Each year, Colorado School of Mines hosts an annual M Climb event, where new students are invited to carry a 10 lb rock up Mount Zion to form the shape of an “M.” However, it is currently estimated that only one in every four rocks added to the M are removed. This tradition has led to concerns regarding the stability of the slope and sustainability of the M Climb tradition.
The goal of this project was to improve and ensure the longevity of the Colorado School of Mines M by completing a risk analysis and develop more sustainable rock removal practices. In order to reach this goal, five objectives were pursued:
- Complete a slope stability study
- Use this study to complete a risk analysis of the site
- Using these results, create a comprehensive mitigation plan
- Create a realistic maintenance plan
- Develop a more sustainable rock removal strategy
- Zachary Budzik
- Kyli Doke
- Breanna Hedges
- Zana Jabari
- Sarah Olden
- Colorado School of Mines
- Clay Bosworth
- Chad Christian
Project Advisors: Emily Sievers, Jose Verissimo
Technical Advisors: Dr. Alexandra Wayllace, Dr. Pablo Chevesich, Jeffrey Holley, Dr. Andres Guerra, Jonathan Lovekin, PG (CGS), Dr. John Hopkins (CGS)
Other Contributors: Blue Key Honors Society, Jerry Nonko (CSM), Chris Thiry, Jefferson County Open Space, CSM SAIL Office, Colorado 811, Jaegger Olden, DPT, PT
Unsustainable rock practices at the Colorado School of Mines “M” has sparked questions regarding the stability of the slope, safety of the student participants, and realistic rock removal practices for the site. The team completed a five-part investigation and action plan to provide answers and design new solutions to this ever growing issue. First, the team conducted a four-part slope stability study to understand the historic slope movement, soil strength beneath the rocks, rockfall potential, and erosional patterns. In short, this study concluded that in every instance, rockfall will occur before soil or slope failure. This data fueled the risk analysis at the site, where the determination of erosion, additional rock placement, and human live loads at the M are of highest concern. Next, a mitigation plan was created, outlining two major and simple solutions. First, a berm is to be put in place to protect the underlying infrastructure from small rockfall events. Next, native seeding will be used to help minimize seasonal erosion.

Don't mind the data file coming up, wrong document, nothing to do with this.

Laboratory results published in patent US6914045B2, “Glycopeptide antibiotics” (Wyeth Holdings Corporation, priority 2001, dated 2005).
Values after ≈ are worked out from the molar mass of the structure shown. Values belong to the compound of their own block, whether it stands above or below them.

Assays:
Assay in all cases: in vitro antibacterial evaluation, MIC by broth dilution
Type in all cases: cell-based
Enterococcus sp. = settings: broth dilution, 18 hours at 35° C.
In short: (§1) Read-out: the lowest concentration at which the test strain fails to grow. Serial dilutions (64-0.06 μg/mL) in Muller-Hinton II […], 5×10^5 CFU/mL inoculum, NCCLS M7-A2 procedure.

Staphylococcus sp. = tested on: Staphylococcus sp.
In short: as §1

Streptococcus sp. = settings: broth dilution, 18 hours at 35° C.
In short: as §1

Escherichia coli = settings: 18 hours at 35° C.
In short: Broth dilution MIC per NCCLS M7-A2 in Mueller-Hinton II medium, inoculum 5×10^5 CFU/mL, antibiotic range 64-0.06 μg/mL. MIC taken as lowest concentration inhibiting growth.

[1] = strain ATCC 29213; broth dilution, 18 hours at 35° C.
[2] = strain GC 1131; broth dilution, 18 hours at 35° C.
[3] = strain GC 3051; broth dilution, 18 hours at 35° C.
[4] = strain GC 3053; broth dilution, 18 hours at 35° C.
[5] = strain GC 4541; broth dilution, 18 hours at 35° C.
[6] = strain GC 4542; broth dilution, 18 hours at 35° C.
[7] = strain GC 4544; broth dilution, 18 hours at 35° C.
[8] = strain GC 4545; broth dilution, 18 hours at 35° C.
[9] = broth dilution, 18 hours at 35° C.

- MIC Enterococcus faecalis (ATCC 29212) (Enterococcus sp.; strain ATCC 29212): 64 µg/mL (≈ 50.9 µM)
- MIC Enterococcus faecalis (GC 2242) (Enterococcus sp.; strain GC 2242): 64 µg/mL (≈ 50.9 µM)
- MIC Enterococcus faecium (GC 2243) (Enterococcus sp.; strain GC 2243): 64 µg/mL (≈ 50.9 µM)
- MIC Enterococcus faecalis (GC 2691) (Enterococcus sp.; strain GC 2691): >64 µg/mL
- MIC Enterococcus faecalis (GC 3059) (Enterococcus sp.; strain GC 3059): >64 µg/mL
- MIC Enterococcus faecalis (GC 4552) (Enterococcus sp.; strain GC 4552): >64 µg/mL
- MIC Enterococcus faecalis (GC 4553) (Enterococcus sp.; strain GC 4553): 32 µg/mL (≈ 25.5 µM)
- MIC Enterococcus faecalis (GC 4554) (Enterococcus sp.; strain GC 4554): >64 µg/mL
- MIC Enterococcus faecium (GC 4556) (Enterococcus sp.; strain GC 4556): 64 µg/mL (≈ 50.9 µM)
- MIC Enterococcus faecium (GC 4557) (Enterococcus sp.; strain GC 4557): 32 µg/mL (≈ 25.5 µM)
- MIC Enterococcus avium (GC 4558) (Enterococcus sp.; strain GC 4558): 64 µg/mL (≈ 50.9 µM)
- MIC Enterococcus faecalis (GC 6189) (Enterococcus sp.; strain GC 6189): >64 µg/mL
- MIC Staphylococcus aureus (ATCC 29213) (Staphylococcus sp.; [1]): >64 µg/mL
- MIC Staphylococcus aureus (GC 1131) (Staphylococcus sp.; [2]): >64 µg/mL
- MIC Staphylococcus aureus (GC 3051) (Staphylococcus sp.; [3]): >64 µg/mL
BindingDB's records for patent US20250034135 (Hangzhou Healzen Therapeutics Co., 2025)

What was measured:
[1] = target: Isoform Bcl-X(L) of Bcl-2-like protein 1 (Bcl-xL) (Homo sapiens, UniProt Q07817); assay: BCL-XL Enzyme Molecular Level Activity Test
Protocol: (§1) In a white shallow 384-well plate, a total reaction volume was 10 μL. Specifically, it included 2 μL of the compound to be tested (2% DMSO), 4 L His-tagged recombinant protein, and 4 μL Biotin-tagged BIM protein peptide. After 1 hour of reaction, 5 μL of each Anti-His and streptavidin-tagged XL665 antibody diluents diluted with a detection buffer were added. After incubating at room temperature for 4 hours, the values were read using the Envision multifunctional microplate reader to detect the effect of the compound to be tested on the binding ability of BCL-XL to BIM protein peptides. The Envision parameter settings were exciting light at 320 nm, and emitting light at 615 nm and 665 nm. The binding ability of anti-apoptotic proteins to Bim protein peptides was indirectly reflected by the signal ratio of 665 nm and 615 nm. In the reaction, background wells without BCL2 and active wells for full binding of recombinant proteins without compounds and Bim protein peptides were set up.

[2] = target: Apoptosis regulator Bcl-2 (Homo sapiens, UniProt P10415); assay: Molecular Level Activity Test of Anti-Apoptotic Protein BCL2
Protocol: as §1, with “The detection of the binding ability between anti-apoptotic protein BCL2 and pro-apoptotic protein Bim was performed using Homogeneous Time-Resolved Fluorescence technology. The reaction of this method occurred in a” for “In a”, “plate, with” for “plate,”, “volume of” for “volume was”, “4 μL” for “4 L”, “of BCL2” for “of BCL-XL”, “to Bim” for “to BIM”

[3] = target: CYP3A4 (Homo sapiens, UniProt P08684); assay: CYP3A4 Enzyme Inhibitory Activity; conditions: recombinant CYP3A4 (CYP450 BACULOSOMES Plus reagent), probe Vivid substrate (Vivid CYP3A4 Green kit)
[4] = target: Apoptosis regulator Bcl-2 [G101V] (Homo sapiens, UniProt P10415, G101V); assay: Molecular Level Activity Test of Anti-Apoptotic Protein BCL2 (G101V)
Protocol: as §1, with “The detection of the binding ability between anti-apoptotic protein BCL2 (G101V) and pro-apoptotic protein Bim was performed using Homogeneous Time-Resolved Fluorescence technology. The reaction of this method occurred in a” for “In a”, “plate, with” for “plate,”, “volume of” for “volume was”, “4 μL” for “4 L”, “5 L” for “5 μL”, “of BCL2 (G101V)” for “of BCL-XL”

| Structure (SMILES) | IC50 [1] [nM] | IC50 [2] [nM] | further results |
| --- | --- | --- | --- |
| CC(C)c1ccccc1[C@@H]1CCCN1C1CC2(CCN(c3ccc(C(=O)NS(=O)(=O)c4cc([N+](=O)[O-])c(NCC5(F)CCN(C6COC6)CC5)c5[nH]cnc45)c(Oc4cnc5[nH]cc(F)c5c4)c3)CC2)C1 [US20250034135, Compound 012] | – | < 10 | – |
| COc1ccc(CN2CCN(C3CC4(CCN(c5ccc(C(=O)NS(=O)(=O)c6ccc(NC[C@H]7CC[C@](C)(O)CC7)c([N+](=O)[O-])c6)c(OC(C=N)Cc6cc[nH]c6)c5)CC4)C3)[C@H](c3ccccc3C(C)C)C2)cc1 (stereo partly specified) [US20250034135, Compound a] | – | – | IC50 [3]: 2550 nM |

In addition, the team created a realistic maintenance plan to support the continuous use of the M site. This plan outlines best practices for annual inspections, rock removal, berm maintenance, and more. This plan includes a digital rock tracking system to be used to easily manage future rock additions and removals. Finally, the team created a two-part rock removal plan. The first part was the creation of addition rock removal events hosted by the Colorado School of Mines. These events were entirely planned by the team and will by hosted in the coming years, utilizing new traditions to sustain the M Climb tradition. In addition, the team designed a sectional rock chute to be installed at the site, and utilized during future rock removal events.
Slope Stability Study
The team conducted a four-part slope stability study to better understand the historical and current conditions of the M site.
Goal: Determine the types of mass movements at the site, if slope deformation is occurring over time, and how susceptible Mount Zion is to mass movement in comparison to other slopes in Jefferson County, Colorado.
Methods: Use historical photos, Google Maps, ArcGIS, LiDAR imaging, and hazard maps to analyze the M site over time.